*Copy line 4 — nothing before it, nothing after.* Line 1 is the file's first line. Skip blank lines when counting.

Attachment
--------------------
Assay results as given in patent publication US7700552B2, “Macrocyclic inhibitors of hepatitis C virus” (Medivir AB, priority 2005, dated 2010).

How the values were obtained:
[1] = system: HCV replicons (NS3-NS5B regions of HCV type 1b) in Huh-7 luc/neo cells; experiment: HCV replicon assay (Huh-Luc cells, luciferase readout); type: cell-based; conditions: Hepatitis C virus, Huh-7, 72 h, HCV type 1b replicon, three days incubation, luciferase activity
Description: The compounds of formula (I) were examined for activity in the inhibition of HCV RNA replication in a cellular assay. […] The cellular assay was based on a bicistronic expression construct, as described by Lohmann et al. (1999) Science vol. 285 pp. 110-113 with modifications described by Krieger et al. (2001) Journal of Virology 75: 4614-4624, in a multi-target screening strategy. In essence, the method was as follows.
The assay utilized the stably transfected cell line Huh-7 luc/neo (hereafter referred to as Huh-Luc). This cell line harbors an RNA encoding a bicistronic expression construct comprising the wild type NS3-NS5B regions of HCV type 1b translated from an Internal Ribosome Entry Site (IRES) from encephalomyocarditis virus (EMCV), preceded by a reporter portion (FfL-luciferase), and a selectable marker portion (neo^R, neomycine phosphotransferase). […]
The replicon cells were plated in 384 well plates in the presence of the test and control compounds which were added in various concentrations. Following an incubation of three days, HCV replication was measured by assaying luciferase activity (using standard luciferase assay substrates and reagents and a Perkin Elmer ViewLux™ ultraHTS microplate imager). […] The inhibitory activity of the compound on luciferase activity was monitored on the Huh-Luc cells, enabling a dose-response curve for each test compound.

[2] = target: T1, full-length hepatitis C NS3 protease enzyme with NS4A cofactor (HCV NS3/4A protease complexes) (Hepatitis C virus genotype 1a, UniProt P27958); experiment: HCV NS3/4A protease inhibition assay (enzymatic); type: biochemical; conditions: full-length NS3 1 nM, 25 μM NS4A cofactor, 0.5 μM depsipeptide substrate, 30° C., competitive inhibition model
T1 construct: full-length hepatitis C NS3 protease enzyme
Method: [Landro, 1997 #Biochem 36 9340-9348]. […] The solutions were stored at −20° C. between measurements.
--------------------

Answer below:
Description: The compounds of formula (I) were examined for activity in the inhibition of HCV RNA replication in a cellular assay. […] The cellular assay was based on a bicistronic expression construct, as described by Lohmann et al. (1999) Science vol. 285 pp. 110-113 with modifications described by Krieger et al. (2001) Journal of Virology 75: 4614-4624, in a multi-target screening strategy. In essence, the method was as follows.